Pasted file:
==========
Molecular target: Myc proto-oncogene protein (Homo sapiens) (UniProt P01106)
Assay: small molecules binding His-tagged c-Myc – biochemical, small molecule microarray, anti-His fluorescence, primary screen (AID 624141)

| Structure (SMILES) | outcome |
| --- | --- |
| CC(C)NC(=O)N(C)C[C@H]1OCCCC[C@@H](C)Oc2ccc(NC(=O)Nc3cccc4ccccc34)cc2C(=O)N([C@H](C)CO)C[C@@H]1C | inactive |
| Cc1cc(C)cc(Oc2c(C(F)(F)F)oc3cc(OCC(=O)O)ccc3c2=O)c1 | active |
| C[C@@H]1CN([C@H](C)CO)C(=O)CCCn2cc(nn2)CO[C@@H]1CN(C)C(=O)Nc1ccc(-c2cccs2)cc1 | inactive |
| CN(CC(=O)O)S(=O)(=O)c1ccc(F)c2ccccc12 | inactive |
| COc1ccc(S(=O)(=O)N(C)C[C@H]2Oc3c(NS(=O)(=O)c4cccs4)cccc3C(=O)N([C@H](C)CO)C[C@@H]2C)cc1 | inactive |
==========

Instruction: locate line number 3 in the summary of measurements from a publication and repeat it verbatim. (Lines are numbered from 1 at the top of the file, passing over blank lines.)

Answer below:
| Structure (SMILES) | outcome |